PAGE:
- Kitchen / Bathrooms — 189
- Garden / Landscaping — 171
- Appliance / Repair — 150
- Interior Design / Decor — 137
- Floors / Tile / Hardwood — 98
- Real Estate / Finance — 97
- HVAC / Air Conditioning — 78
- Bedroom / Furnishings — 69
- Cleaning / Maintenance — 65
- Plumbing / Basements — 63
- Safety / Security — 62
- Construction / Materials — 60
Main Aspects of a Kitchen Remodel
by Jane Brown on Jul 4, 2016
There are many ways to improve your kitchen. From resizing to accommodate smaller or taller family members to making changes to maximize space and function, trying to decide what to do can often feel overwhelming. Then when you add on the logistics of actually getting the renovation done, it’s no wonder you feel like you might be about to have a panic attack!
Rest assured that most kitchen remodels can be broken down into a few very specific parts/steps. We’re going to outline them for you in the paragraphs below.
1. Your Concept
Sure you can meet with a designer who can help you overhaul your space. Many people do. Before you call in the professional designer, though, it’s good to have an idea of what you want your space to look and feel like.
Do you have favorite colors? Do you want the kitchen to feel warmer, cozier, lighter, more spacious, calmer, what? Knowing how you want the kitchen to feel gives your designer (or yourself) a jumping off point to start planning.
For example, if you want your kitchen to feel warmer and cozier, you should opt for warmer tones in your paint or wallpaper choices, your window treatments, the stain on your cabinets, etc. You may also consider opting for specialty refrigerators offered by a variety of brands.
Alternatively, if you want a kitchen that feels more modern, you’d choose cooler colors--likely mostly white, light blues and greens, silvers and appliances and refrigerators that are stainless steel or chrome. You might even opt for appliances with built-in computers. For example, there are refrigerators that will let you push a button to see what is inside the appliance without your having to open the door.
2. Your Budget
Kitchen remodels and renovations can get expensive. From the cost of paint to the cost of new appliances--new refrigerators, ovens, dishwashers, etc. will account for a big portion of your budget--it’s important to know how much you can afford to spend before you start interviewing contractors.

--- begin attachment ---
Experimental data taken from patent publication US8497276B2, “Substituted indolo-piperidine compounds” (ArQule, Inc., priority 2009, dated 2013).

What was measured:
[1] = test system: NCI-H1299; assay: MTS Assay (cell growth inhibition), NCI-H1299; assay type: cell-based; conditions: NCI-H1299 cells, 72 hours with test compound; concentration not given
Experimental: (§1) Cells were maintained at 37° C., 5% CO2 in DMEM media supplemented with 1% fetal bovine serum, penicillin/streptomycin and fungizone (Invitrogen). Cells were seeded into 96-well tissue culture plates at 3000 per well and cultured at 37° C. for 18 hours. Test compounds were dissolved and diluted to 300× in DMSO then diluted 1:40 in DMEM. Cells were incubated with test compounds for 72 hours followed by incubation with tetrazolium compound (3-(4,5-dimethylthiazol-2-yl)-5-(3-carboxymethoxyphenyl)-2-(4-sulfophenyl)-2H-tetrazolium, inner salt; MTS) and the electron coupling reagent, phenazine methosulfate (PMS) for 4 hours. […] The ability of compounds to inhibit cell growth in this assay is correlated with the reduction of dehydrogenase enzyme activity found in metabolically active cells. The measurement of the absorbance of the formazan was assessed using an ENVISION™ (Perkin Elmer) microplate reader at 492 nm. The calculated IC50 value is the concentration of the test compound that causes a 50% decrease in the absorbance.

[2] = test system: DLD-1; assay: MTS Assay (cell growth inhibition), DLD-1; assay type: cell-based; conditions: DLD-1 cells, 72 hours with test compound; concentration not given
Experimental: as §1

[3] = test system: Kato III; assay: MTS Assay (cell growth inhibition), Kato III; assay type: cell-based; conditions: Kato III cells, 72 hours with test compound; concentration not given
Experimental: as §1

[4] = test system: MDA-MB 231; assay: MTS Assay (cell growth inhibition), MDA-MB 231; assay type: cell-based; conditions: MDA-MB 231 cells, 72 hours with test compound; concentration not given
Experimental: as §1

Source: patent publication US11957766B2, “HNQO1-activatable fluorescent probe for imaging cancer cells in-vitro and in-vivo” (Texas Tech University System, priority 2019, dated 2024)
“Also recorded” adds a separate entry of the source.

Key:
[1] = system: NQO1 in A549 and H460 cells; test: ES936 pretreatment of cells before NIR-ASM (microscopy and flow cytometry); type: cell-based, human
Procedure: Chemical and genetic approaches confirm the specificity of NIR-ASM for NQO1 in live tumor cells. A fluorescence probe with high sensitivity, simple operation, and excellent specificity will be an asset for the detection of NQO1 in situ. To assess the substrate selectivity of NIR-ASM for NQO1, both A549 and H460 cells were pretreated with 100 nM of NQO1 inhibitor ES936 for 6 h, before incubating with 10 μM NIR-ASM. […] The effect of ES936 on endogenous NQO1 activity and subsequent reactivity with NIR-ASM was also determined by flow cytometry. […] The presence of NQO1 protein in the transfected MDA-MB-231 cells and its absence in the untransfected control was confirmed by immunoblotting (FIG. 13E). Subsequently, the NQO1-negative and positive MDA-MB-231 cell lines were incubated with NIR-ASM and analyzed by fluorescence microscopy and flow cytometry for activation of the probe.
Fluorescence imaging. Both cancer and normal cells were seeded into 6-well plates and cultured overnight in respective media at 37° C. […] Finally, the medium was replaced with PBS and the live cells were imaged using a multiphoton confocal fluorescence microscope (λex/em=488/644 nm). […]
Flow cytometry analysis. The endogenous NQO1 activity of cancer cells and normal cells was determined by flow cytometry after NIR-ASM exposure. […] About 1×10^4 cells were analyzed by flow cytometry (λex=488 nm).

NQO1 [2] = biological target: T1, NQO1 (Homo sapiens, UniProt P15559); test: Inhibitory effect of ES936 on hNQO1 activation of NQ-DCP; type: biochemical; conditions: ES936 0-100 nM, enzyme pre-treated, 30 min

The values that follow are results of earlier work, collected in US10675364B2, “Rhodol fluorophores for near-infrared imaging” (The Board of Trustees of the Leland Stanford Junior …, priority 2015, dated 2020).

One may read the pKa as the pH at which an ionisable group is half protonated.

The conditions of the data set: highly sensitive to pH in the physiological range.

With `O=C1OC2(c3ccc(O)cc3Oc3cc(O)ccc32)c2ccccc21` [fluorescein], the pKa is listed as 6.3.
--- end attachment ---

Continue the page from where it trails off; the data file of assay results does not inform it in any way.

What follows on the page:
PRO TIP: Almost all contractors will quote you less than will actually be spent on the remodel. This isn’t because a contractor wants to scam you; it is because there are often unforeseen circumstances that can slow down or complicate the process. When figuring out your budget, look for quotes that come in a good 20% below what you can afford to spend.
3. Get Your Priorities in Order
Unless you have the money and ability to move somewhere else while your kitchen gets torn down and rebuilt, it is important to figure out what your priorities are. You would be surprised, for example, at just how completely new appliances and a fresh coat of paint can revitalize the space. Decide what matters most to you for your “new” kitchen. This is where most of your budget should be allocated. From there, list the other changes you’d like to make in order of their importance to you. Not only will this help you plan your budget, but it can also help you plan and schedule the different work that will need to be completed. Obviously, you’ll want to run this list of priorities past a contractor to make sure they can be done in the order you want them to be done.
4. Living Your Life
How are you going to live while the remodel is taking place? Many families find it easier to move in simply with friends or family during the weeks when the most extensive work is being done. You might also consider a short term rental if you prefer to have your own space. Yes, it is possible to live in your home while remodels and renovations are happening. When it comes to kitchen remodels, though, other parts of the house are often affected. For example, your water might be shut off for a day or two while new sinks and pipes are installed. The gas might be turned off while a new oven is installed. The air will be dusty if construction is taking place. Plus, there’s the whole not having a kitchen in which to prepare your own meals. Can you live with grilled and camping-styled meals for a few weeks while the remodel is happening?
These probably seem like overly simplified steps. Trust us when we tell you that almost every part of converting your kitchen will fall under one of them! Use this outline as a guide for helping you with your planning.
Most Recent Articles
- Aug 30, 2017 Top Home Remodeling Ideas by Weng Jauod
- Aug 1, 2017 Wrought Iron Railings can Improve your Home’s Security by Guest
- Apr 27, 2017 The Right Decking Material to Choose and How to Maintain it for Your Specific Needs by Luke Sousa
- Apr 19, 2017 Smart Upgrades to Get More from Your Home Renovation by Jane Brown
- Apr 13, 2017 How Can You Use Custom Sheds by Aldrin